Tacopina said Trump’s lawyers haven’t seen the sealed indictment and don’t know what it contains. 

“People are reporting how many counts are in it and what not. It’s all, you know, news to us,” Tacopina told “CBS Mornings.” “I mean, we’ve unfortunately gotten a lot of our information in this saga through media reports. We’ve not seen it. When it’s unsealed, we will take a look at it.”

— Robert Costa contributed to this report 

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"Rust" assistant director pleads guilty to gun charge in movie set death

"Rust" assistant director pleads guilty to gun charge in movie set death

A codefendant in the case against actor Alec Baldwin in the fatal 2021 shooting of a cinematographer on a movie set in New Mexico was convicted Friday of unsafe handling of a firearm and sentenced to six months of probation.

Safety coordinator and assistant director David Halls also must pay a $500 fine and complete a gun-safety course and 24 hours of community service after agreeing to plead guilty to the charge related to the death of Halyna Hutchins on the set of the Western movie “Rust.”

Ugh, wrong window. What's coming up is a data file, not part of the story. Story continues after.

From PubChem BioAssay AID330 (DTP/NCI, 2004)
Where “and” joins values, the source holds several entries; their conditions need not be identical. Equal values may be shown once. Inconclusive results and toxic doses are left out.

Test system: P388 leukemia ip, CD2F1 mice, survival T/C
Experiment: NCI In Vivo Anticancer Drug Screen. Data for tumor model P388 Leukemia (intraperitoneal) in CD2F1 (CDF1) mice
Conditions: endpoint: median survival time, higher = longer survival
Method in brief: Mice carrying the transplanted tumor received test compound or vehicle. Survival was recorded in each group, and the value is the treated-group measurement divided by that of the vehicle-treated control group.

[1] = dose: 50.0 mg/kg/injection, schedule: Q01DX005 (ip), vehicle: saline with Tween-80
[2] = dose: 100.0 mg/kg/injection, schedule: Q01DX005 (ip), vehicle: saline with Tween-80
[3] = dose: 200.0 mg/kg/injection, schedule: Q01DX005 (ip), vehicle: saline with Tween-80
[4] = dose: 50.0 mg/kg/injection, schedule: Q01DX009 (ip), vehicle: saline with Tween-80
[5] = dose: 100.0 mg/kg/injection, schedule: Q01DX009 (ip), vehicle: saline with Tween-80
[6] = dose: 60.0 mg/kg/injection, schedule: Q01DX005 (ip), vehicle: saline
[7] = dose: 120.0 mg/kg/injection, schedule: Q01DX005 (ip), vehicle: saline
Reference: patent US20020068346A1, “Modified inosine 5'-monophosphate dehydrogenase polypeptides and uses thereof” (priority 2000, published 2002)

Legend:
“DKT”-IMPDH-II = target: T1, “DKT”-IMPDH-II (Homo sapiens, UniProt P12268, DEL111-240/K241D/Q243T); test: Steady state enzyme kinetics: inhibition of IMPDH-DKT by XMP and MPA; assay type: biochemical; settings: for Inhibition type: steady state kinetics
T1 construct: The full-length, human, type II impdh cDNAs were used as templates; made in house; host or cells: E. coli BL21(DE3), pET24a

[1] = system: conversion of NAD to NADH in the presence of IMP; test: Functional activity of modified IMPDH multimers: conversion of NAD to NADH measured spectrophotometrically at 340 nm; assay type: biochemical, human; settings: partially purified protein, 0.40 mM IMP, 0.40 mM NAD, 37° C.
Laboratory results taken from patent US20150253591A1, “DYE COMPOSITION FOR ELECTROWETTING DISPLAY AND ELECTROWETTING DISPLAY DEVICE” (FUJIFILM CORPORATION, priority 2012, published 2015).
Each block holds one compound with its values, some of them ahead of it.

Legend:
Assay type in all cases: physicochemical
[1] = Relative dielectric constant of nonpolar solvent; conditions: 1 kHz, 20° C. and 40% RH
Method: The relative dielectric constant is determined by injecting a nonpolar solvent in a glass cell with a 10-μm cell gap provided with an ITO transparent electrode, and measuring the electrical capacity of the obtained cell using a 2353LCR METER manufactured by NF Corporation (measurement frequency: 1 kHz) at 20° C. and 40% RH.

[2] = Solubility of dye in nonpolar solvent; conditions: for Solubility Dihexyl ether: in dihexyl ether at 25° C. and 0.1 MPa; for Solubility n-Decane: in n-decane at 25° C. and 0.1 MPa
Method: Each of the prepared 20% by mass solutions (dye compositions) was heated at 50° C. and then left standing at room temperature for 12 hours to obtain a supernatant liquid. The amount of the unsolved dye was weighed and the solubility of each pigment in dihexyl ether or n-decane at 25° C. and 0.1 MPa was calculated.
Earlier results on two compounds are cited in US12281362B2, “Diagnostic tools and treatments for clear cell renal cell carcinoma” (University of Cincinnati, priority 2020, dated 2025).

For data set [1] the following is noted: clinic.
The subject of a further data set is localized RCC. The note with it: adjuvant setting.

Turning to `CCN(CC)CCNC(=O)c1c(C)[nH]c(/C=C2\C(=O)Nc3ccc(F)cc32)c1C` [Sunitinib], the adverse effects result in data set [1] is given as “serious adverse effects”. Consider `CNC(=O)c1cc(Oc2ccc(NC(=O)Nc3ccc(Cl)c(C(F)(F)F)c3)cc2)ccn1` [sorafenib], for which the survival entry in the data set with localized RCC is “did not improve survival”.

Under the plea agreement, Halls agreed to testify truthfully at any upcoming hearings or trials. That includes criminal proceedings against Baldwin and movie armorer Hannah Gutierrez-Reed, who have pleaded not guilty to charges of involuntary manslaughter in Hutchins’ death.

Halls appeared briefly by video to waive his right to challenge the negligence charge, as state District Judge Mary Marlowe Sommer approved terms of a plea agreement with prosecutors.

Defense attorney Lisa Torraco urged the court not to impose a prison sentence – the maximum possible penalty was 6 months behind bars – noting that Halls was “extremely traumatized and “rattled” with guilt.

Hutchins died shortly after she was shot on Oct. 21, 2021, during rehearsals on a film-set ranch on the outskirts of Santa Fe. Baldwin was pointing a pistol at Hutchins when the weapon went off; a single live round killed her and wounded director Joel Souza.

If convicted of involuntary manslaughter, Baldwin and Gutierrez-Reed could face a maximum penalty of 18 months in prison and fines.

Torraco said Halls had checked the rounds in the revolver before handing it to Baldwin to see whether they were dummies or blanks with an explosive. She said it was “never in anyone’s imagination” that live rounds would be in the gun.

“When Ms. Gutierrez-Reed brought the firearm … on set into the church, he did check the firearm,” she said of Halls. “He wouldn’t have even thought that there was a live round in that, in that gun. … And he, like many others, is extremely traumatized.”